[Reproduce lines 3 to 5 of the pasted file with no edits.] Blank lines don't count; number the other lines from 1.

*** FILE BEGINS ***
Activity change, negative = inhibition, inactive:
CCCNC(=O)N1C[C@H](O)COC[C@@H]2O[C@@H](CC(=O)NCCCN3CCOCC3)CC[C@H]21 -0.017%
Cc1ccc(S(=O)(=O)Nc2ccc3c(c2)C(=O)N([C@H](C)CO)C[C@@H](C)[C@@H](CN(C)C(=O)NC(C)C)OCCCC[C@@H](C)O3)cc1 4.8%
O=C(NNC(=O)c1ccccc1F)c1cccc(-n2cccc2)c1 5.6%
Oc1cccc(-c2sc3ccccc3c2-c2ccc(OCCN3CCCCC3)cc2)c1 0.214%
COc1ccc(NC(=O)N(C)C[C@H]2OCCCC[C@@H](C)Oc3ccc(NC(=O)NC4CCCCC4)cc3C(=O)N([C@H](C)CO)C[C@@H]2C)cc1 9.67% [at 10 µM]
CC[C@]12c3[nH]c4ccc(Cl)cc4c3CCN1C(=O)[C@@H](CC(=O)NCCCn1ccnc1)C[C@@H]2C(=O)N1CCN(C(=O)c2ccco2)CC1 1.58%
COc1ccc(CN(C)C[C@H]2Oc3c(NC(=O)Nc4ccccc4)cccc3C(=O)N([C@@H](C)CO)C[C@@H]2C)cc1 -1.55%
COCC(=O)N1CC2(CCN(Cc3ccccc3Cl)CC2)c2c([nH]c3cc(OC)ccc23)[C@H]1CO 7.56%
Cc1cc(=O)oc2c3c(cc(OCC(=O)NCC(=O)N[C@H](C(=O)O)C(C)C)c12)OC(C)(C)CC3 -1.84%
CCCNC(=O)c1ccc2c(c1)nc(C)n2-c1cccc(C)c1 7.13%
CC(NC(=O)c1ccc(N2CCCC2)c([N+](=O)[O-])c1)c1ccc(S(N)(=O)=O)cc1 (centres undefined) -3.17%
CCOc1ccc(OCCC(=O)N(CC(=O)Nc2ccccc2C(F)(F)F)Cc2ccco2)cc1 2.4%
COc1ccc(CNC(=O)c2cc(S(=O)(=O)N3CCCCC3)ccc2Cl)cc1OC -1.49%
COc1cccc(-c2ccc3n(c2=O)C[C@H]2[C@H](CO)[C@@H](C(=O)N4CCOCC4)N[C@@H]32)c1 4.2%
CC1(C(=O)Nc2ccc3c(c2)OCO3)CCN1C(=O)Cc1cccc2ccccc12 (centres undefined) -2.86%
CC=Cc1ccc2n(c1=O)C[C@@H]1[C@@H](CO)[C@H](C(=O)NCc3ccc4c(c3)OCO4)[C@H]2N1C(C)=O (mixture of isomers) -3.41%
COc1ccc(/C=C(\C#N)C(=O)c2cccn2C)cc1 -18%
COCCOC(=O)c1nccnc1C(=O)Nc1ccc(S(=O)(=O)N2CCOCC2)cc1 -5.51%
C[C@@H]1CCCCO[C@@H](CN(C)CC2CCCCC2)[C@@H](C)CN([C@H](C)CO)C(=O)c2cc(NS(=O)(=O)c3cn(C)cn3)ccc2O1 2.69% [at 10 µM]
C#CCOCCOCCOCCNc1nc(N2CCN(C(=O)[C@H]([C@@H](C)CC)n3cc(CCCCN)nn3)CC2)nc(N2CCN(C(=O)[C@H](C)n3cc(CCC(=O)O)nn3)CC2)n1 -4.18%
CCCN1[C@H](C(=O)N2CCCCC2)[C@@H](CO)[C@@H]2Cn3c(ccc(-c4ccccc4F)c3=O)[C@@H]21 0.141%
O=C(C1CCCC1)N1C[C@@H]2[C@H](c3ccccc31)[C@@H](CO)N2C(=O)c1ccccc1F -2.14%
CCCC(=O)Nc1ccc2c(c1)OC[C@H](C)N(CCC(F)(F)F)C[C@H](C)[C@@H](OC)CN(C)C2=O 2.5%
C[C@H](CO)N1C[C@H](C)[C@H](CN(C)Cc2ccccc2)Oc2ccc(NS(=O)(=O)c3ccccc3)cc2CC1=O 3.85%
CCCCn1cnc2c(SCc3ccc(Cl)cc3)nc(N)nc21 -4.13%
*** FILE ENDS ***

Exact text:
Cc1ccc(S(=O)(=O)Nc2ccc3c(c2)C(=O)N([C@H](C)CO)C[C@@H](C)[C@@H](CN(C)C(=O)NC(C)C)OCCCC[C@@H](C)O3)cc1 4.8%
O=C(NNC(=O)c1ccccc1F)c1cccc(-n2cccc2)c1 5.6%
Oc1cccc(-c2sc3ccccc3c2-c2ccc(OCCN3CCCCC3)cc2)c1 0.214%